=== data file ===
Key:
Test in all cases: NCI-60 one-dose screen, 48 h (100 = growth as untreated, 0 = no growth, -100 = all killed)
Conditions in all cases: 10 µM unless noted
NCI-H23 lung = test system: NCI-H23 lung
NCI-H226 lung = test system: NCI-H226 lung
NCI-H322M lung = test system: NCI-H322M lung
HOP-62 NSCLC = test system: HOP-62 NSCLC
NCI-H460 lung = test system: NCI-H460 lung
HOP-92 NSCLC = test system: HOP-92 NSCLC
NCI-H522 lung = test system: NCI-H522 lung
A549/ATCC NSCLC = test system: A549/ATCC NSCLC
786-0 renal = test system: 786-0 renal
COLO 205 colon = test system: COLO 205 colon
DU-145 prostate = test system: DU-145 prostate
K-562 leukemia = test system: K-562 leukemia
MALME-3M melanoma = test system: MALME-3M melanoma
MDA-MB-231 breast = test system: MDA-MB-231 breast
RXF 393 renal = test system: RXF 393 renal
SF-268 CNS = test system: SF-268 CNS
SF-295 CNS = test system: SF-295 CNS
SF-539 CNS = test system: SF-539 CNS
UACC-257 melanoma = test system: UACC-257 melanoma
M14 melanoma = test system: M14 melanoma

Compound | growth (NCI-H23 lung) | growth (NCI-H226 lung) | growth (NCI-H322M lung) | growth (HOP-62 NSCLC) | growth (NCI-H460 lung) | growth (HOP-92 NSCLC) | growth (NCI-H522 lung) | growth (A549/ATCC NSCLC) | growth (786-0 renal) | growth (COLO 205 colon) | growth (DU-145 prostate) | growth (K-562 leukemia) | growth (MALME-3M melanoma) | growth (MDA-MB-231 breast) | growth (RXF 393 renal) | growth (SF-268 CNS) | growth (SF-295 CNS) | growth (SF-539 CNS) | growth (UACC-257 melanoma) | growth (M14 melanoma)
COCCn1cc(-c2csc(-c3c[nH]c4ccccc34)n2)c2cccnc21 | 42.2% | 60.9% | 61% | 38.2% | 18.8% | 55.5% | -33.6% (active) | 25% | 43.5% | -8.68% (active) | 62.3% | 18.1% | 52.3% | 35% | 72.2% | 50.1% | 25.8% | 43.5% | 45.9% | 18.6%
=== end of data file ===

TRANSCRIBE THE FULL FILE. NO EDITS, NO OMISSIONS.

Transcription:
Key:
Test in all cases: NCI-60 one-dose screen, 48 h (100 = growth as untreated, 0 = no growth, -100 = all killed)
Conditions in all cases: 10 µM unless noted
NCI-H23 lung = test system: NCI-H23 lung
NCI-H226 lung = test system: NCI-H226 lung
NCI-H322M lung = test system: NCI-H322M lung
HOP-62 NSCLC = test system: HOP-62 NSCLC
NCI-H460 lung = test system: NCI-H460 lung
HOP-92 NSCLC = test system: HOP-92 NSCLC
NCI-H522 lung = test system: NCI-H522 lung
A549/ATCC NSCLC = test system: A549/ATCC NSCLC
786-0 renal = test system: 786-0 renal
COLO 205 colon = test system: COLO 205 colon
DU-145 prostate = test system: DU-145 prostate
K-562 leukemia = test system: K-562 leukemia
MALME-3M melanoma = test system: MALME-3M melanoma
MDA-MB-231 breast = test system: MDA-MB-231 breast
RXF 393 renal = test system: RXF 393 renal
SF-268 CNS = test system: SF-268 CNS
SF-295 CNS = test system: SF-295 CNS
SF-539 CNS = test system: SF-539 CNS
UACC-257 melanoma = test system: UACC-257 melanoma
M14 melanoma = test system: M14 melanoma

Compound | growth (NCI-H23 lung) | growth (NCI-H226 lung) | growth (NCI-H322M lung) | growth (HOP-62 NSCLC) | growth (NCI-H460 lung) | growth (HOP-92 NSCLC) | growth (NCI-H522 lung) | growth (A549/ATCC NSCLC) | growth (786-0 renal) | growth (COLO 205 colon) | growth (DU-145 prostate) | growth (K-562 leukemia) | growth (MALME-3M melanoma) | growth (MDA-MB-231 breast) | growth (RXF 393 renal) | growth (SF-268 CNS) | growth (SF-295 CNS) | growth (SF-539 CNS) | growth (UACC-257 melanoma) | growth (M14 melanoma)
COCCn1cc(-c2csc(-c3c[nH]c4ccccc34)n2)c2cccnc21 | 42.2% | 60.9% | 61% | 38.2% | 18.8% | 55.5% | -33.6% (active) | 25% | 43.5% | -8.68% (active) | 62.3% | 18.1% | 52.3% | 35% | 72.2% | 50.1% | 25.8% | 43.5% | 45.9% | 18.6%